The Encyclopedia Americana (1920)/Game Breeding
GAME BREEDING signifies to most persons the rearing in captivity of gallinaceous birds for purposes of sport, as pheasants, grouse, quails and the like; but it must be extended to include the rearing of wild ducks and geese in confinement to be sold as food. The peacock, turkey and our domestic poultry (originally jungle fowls) are familiar examples of ancient success in this direction and local species of wild birds of this order are “pets” in all parts of the world. Great Britain rears annually, under personal care, millions of the common South-Russian pheasant (see Pheasant) for the sake of sport in the autumn; and great quantities of this game and of the red grouse preserved on the grouse-moors of Scotland and elsewhere have been utilized as food in the scarcity of food resulting from the present war in Europe. The ring-necked pheasant of eastern China and Japan was long ago taken to Europe and has interbred with the Western pheasants until now it is difficult to find any of either kind there of pure blood. This ring-neck was introduced from semi-domesticated Japanese stock into Oregon about 1890 and in a few years had become a common wild bird throughout all that coast-region and still remains so, although no particular care has been given to it. This is owing to the similarity of the mild climate to that of their native lands. Some years later pairs of these and of the British pheasants were acclimated in the Eastern States and did well. They are now reared on country estates and farms all over the United States for both pleasure and profit and in many places have been turned out as wild birds. They are described as light eaters, of good size and are very prolific; and both birds and eggs bring excellent prices. Several other species are reared, with more trouble, for ornamental purposes, principally the golden, silver, eared, Reeve's and Lady Amherst's pheasants; but they are more costly and less hardy. Very full and trustworthy directions for their care during the breeding season, the treatment of the young, feeding, etc., may be found in the books quoted below.
The wild turkey has been bred in some cases, but only where an extensive tract of enclosed wild woodland is available. It is possible to rear any of the grouse, but only the ruffed grouse has been successfully produced and this is attended with many difficulties on account of the pugnacity of the male and other troublesome factors. Each pair requires a large, separate wire-enclosure, the cost of which is so great that grouse-culture will not be profitable commercially until the wild supply is much diminished. The cultivation of bob-white (our American “quail,” called “partridge” in the South, where the ruffled grouse is known as “pheasant”) has been undertaken on a large scale and with considerable success on Long Island and in some other favorable places; but each breeding-pair must have a small separate enclosure and the eggs must be incubated in almost every case by a bantam hen. The increase is fast, but when the birds are strong the coveys are likely to stray out of bounds. The Mexican scaled quail, a very pretty and interesting bird, has been reared on several Northern estates as also has the California and other Western quails; but these are pets and ornaments only, as yet. The methods of culture have been learned, however, and hereafter may be of much service in restocking depleted areas. The common European partridge was imported very largely a few years ago under the name Hungarian partridge and was bred easily in preserved tracts; but it disappointed the hope of sportsmen, has not multiplied and is no longer in favor. On the whole the breeding of game-birds, while a very delightful amusement, has not become of any practical importance.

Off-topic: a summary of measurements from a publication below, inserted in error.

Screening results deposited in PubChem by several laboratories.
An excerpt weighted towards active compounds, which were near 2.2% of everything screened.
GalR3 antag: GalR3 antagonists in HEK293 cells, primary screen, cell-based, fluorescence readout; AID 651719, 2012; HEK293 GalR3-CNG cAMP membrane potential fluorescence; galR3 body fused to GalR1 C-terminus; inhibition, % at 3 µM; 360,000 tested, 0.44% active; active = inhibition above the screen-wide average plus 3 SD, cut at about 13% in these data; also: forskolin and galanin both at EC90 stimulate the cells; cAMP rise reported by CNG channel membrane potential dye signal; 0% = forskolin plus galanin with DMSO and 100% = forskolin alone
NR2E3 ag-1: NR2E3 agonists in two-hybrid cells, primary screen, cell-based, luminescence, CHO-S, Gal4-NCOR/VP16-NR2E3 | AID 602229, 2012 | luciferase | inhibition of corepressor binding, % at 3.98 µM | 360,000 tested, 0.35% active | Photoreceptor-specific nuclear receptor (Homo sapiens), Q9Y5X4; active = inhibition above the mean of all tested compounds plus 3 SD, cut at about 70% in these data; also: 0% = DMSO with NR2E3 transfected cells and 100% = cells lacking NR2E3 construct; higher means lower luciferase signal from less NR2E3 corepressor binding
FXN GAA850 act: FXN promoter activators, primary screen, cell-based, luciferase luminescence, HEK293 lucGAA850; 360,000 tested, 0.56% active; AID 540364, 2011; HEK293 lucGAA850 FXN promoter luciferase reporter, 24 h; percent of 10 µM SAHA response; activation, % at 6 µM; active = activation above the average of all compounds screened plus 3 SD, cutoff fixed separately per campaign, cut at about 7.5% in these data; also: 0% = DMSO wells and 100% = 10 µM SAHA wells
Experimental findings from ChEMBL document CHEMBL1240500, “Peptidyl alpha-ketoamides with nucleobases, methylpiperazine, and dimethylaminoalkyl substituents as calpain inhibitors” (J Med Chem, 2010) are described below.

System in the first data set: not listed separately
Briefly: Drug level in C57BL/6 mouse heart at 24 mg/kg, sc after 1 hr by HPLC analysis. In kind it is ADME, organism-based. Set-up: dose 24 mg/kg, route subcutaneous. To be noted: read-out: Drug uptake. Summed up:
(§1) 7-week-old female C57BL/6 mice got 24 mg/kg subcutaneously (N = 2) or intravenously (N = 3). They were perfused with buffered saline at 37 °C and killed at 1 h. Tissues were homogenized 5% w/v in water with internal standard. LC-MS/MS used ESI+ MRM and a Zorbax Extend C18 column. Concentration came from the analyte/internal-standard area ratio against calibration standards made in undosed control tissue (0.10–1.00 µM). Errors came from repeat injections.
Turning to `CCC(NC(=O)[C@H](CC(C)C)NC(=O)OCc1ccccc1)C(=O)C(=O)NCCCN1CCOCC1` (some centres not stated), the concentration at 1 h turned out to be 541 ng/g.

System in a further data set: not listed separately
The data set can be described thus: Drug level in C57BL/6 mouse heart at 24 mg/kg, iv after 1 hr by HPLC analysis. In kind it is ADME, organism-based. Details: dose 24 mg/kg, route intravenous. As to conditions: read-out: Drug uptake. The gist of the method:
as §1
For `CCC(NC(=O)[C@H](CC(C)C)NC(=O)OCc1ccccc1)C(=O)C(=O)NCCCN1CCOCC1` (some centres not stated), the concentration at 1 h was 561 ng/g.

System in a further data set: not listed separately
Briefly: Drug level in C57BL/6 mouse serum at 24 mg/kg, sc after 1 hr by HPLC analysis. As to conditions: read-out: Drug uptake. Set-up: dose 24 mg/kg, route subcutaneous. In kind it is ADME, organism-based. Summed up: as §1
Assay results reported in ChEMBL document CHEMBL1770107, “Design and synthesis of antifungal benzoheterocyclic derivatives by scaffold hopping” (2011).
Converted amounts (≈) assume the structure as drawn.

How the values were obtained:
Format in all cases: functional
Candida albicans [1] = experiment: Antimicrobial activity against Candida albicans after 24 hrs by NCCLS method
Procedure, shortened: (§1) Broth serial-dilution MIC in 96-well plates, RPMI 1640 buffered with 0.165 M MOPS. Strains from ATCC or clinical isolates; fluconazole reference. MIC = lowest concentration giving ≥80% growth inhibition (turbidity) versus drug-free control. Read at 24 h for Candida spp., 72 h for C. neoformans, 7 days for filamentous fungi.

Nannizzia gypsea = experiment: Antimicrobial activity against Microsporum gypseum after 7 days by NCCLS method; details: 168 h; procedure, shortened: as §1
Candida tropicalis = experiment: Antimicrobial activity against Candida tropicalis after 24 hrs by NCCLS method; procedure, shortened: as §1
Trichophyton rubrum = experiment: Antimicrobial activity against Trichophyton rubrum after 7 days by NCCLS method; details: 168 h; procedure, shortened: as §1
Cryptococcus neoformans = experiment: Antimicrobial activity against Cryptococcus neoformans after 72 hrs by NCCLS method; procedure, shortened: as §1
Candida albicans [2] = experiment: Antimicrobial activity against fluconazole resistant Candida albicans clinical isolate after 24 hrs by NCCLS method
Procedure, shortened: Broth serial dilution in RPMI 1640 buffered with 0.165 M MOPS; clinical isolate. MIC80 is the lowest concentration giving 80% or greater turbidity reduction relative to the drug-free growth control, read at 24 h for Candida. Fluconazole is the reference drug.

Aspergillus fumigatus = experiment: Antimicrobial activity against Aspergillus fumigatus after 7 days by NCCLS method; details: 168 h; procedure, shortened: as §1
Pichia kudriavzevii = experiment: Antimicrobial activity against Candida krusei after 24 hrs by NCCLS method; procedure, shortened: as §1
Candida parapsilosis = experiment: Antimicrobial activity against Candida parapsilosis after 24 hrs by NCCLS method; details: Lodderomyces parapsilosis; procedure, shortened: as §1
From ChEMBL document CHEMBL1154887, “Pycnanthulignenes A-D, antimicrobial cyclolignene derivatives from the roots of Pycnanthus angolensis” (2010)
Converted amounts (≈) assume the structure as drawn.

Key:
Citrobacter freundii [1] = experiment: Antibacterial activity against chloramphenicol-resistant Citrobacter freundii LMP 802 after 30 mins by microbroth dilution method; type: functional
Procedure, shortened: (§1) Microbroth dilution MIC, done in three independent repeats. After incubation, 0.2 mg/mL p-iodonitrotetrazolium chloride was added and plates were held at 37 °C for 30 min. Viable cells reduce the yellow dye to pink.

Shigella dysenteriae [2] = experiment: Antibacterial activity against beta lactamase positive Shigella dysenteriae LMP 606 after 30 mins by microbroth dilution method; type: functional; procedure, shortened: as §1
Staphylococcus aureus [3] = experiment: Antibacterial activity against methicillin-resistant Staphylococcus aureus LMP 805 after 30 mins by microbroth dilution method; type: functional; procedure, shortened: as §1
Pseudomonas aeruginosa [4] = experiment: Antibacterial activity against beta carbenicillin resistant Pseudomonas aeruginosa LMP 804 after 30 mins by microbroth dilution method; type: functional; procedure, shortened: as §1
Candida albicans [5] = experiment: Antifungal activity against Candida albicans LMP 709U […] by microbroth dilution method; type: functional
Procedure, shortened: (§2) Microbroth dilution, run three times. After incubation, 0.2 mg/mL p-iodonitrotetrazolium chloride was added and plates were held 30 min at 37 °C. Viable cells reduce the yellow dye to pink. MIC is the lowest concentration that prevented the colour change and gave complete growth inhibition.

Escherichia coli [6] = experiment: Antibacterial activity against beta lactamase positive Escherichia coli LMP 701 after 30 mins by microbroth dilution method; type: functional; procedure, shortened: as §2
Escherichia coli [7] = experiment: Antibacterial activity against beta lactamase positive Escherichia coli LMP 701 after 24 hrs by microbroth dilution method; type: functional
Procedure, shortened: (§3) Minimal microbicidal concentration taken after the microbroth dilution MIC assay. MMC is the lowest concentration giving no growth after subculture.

The breeding of waterfowl has much the same history. The Canada and other wild geese have long been reared by themselves in confinement, or are mixed with tame flocks; so, also, has the mallard, from which, indeed, our domestic ducks are mainly derived. Black ducks are easily domesticated and these, with mallards, are produced for market in some places. Experiments show that with labor and much expense any of the fresh-water ducks may be reared; but thus far the matter is one of enjoyment rather than profit. Many extensive “game-farms,” devoted to cultivating and selling breeding-stock of these various birds, exist in the Northern States; but the movement for general game-production in this way encounters considerable popular opposition and does not receive the legal encouragement that it desires and perhaps needs, owing to popular prejudice against its apparent exclusiveness. Consult files of the Game Breeder magazine and the writings of its editor, Dwight Huntington; Bulletins No. 1 and No. 2 of the National Association of Audubon Societies; Job, H. K., ‘The Propagation of Wild Birds’ (New York 1915).